The 306: Dusk is the final instalment of Oliver Emmanuel’s extraordinary 306 Trilogy: a thoughtful, compassionate and moving series of plays dealing with the ramifications of the First World War, exemplified by the 306 British soldiers executed for mutiny, cowardice or desertion by their own government. Unfortunately, this final chapter is the least successful of the three.

The 306: Dawn and The 306: Day dealt with, respectively, soldiers in the trenches, and their womenfolk back home. The 306: Dusk attempts to link these stories to the present day by drawing parallels between soldiers’ experiences in the fields of France and Iraq, and their resultant Shellshock / Post Traumatic Stress. These events, separated by a century, are described by Louis, a young volunteer in the Yorkshire Regiment, and Keith, an alcoholic haunted by the violent death of an Iraqi civilian. Their stories are linked by Rachel, pregnant granddaughter of a WW1 Tommy, who oversees tourist trips to the Somme battlefield. The stage set is a stepped garden that doubles as a trench, ad whose soil occasionally yields disturbing secrets. Musicians (including a choir) are faintly visible behind a gauze on which trees are projected.

Sadly The 306: Dusk fails to maintain consistency with it’s predecessors. Both The 306: Dawn and The 306: Day were staged in unusual locations (Dawn in a farmer’s barn, Day in the old ballroom of Perth’s Railway Hotel). Perhaps it is right that Dusk was performed in Perth’s recently reopened theatre, but the limitations of a traditional theatre space prevent the immersive experience so successfully deployed in the first two plays. In the previous productions the performers moved amongst the audience, but the third does not attempt this, resulting in a distancing effect that is magnified by the script. The characters in Dusk deliver their stories in the third person so, regardless of the time period we are watching, events have already happened and the drama comes to us second hand. This makes for a series of extended monologues rather than actors playing against each other, as they had done so intensely in the other two. The energy that this gave scenes in the first two plays is lost in the third, replaced by somewhat overwrought storytelling. Several times, the character of Keith (who’s adherence to protocol in Iraq resulted in him killing a child) shouts “I did the right thing!” but it lacks the intended ironic impact. Had the incident itself been dramatised we would have felt the same pressure and understood his split second decision to fire his gun. Instead he tells us about the killing three years later, in alcoholic self-pity. Emmanuel’s decision to have all the characters Tell rather than Show weakens the entire play.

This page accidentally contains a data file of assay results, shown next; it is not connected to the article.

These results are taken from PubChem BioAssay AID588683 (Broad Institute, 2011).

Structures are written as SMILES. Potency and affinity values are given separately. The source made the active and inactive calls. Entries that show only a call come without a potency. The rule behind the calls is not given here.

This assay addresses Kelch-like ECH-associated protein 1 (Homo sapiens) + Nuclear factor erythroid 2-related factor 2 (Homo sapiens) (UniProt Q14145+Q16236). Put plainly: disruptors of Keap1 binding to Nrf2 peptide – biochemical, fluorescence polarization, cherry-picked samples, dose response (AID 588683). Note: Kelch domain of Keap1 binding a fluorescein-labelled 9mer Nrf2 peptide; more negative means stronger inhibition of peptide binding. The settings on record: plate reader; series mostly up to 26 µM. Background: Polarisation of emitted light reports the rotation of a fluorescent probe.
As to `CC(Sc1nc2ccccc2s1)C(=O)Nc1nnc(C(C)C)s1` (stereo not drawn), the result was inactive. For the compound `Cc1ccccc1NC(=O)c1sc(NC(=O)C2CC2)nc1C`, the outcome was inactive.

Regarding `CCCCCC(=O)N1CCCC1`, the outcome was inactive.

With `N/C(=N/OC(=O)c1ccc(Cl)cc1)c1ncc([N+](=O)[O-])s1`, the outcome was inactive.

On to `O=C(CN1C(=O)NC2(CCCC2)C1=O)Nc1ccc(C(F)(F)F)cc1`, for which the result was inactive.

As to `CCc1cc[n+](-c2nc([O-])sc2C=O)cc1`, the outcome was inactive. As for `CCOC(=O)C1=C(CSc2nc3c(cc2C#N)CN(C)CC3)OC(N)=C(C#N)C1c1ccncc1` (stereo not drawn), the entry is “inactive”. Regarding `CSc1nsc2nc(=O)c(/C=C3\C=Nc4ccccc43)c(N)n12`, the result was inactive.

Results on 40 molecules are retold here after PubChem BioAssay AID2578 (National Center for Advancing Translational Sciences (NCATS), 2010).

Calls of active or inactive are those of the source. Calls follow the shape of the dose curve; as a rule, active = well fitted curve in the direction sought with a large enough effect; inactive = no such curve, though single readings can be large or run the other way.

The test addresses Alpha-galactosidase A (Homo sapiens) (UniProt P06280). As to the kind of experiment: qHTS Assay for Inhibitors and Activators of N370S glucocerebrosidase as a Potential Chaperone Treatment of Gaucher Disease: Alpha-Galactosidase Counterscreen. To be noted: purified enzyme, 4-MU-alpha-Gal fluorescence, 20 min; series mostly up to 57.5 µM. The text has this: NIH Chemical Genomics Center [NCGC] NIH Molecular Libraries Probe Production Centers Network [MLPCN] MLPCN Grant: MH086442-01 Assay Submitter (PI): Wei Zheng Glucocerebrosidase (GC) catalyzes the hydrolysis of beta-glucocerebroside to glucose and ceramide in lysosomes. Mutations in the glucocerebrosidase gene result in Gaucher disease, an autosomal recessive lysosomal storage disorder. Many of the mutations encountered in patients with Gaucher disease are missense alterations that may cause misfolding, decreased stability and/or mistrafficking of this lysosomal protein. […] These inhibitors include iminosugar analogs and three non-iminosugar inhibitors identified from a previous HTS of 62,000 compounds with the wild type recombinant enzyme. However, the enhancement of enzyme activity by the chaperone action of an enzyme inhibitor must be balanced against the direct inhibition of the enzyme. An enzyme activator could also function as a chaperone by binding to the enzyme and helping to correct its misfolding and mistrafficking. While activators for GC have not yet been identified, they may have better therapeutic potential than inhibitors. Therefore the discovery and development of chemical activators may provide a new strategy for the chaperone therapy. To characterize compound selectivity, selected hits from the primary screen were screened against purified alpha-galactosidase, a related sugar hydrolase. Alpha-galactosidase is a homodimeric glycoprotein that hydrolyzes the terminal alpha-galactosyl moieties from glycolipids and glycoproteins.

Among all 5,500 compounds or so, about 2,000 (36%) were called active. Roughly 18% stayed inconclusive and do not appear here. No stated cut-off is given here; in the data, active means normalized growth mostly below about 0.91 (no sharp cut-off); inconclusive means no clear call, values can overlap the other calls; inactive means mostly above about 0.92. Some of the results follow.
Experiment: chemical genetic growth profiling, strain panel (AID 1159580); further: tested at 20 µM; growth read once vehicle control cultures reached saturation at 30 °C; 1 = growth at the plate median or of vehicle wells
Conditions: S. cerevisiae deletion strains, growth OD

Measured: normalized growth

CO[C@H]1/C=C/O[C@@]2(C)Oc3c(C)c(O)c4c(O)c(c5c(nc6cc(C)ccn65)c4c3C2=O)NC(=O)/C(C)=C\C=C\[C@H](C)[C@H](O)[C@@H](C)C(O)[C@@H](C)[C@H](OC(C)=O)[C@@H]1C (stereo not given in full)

Despite the disappointments of Dusk it has some striking moments, mainly thanks to the music (composed by Gareth Williams) which once again brilliantly combines story and emotion (one song lyric consists solely of the names of Glasgow streets. We learn that the Scottish soldiers of the Somme gave the same names to their trenches). The play is rescued, twenty minutes from the end, when the young Tommy is executed for desertion (this moment is performed rather than told) and the timelines are suddenly pulled together. The gauze backdrop is lifted and the musicians and choir join the cast to sing the names of all 306 executed soldiers. It’s a moment that matches the emotional heights of the first two plays, and proves a fitting finale to the play and the whole trilogy.

Despite my misgivings about this final instalment, there is no denying Emmanuel’s 306 Trilogy is an remarkable achievement and a fitting tribute to those who die, or who return permanently damaged, protecting the freedoms that we enjoy.

The 306: Dusk runs in Perth’s Theatre until Saturday 27th October.